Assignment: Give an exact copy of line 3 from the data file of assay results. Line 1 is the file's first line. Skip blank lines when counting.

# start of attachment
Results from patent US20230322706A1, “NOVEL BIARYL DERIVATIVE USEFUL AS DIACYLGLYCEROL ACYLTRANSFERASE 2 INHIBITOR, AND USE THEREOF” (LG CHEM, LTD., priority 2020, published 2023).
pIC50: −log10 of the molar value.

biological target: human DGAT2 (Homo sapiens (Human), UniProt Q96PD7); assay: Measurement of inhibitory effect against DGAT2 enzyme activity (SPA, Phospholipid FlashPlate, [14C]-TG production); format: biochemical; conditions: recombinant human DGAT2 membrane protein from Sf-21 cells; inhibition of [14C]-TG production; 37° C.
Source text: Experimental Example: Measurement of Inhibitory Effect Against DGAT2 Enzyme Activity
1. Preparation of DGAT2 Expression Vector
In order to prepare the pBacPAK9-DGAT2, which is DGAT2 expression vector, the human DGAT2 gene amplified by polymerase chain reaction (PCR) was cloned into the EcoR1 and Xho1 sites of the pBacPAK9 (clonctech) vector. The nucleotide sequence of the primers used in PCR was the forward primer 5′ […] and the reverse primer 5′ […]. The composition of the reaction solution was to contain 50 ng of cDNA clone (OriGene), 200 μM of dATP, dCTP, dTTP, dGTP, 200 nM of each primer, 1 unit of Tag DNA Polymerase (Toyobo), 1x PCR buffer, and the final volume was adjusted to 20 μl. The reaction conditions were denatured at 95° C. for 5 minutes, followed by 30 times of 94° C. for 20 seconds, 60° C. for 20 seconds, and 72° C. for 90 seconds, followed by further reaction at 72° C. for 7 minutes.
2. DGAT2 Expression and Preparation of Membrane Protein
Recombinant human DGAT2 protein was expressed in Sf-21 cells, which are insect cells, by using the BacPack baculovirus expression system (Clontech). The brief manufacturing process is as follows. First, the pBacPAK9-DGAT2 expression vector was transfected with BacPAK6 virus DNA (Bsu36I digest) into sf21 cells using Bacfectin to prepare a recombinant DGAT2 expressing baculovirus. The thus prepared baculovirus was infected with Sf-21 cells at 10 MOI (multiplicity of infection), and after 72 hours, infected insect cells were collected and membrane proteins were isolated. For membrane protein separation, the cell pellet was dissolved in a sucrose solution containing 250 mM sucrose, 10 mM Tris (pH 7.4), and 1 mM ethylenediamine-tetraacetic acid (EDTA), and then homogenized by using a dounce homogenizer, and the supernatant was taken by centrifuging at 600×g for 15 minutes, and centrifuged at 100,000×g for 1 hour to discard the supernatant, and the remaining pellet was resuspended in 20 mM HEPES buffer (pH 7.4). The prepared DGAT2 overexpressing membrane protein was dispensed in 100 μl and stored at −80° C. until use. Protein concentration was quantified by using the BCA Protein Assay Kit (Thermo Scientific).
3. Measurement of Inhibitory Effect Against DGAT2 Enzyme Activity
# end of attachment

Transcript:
biological target: human DGAT2 (Homo sapiens (Human), UniProt Q96PD7); assay: Measurement of inhibitory effect against DGAT2 enzyme activity (SPA, Phospholipid FlashPlate, [14C]-TG production); format: biochemical; conditions: recombinant human DGAT2 membrane protein from Sf-21 cells; inhibition of [14C]-TG production; 37° C.